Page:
updated 1/29/2014 2:10:41 PM ET 2014-01-29T19:10:41

(Reuters) - U.S. short-term interest-rate futures contracts were little changed after the Federal Reserve reduced its monthly bond-buying program by $10 billion as expected, as traders kept bets the Fed won't raise rates until mid-2015.

Major Market Indices

The contracts, which remained slightly up on the day, show markets are assigning a roughly 51 percent chance of a first Fed rate hike in June 2015, based on CME FedWatch, which tracks rate hike expectations using Fed funds futures contracts traded at CME Group Inc's Chicago Board of Trade.

The likelihood of a rate hike is seen rising at subsequent meetings, the contracts showed.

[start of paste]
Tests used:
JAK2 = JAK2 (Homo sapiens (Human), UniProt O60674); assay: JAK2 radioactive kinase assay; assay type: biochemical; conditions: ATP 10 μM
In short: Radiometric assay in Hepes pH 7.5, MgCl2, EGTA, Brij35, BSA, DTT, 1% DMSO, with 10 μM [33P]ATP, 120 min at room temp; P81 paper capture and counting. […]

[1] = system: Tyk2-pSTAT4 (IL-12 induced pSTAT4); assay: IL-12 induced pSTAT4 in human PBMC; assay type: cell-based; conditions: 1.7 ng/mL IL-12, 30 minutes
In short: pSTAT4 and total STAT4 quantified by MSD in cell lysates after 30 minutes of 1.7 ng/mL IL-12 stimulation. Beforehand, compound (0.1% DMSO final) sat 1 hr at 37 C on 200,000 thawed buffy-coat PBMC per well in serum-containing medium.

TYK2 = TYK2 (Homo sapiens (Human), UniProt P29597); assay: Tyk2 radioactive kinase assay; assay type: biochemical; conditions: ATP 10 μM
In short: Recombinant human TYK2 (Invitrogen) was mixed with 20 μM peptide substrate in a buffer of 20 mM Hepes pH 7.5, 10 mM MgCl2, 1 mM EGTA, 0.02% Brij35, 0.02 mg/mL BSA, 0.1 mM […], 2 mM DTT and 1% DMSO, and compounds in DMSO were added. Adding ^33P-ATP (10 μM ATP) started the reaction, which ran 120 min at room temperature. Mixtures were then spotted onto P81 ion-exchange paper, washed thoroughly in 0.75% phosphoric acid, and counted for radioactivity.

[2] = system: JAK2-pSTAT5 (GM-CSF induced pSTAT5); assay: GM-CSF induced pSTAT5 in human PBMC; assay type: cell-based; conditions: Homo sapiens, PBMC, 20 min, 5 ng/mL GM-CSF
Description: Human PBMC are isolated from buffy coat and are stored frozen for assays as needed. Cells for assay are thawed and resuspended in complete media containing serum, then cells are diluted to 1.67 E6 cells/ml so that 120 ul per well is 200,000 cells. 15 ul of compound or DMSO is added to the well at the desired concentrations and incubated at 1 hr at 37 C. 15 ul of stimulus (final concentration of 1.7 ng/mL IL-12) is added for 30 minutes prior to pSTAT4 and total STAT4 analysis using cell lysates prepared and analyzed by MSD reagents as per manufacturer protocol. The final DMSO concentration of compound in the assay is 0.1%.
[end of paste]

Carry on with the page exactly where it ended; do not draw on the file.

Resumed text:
The Fed has targeted short-term rates of between zero and 0.25 percent since December 2008, and has promised to keep them there until well past the time the U.S. unemployment rate falls to 6.5 percent.

On Wednesday it announced a reduction of its monthly bond-buying program to $65 billion in a nod to a pickup in U.S. economic strength.

(Reporting by Ann Saphir; Editing by Chizu Nomiyama)

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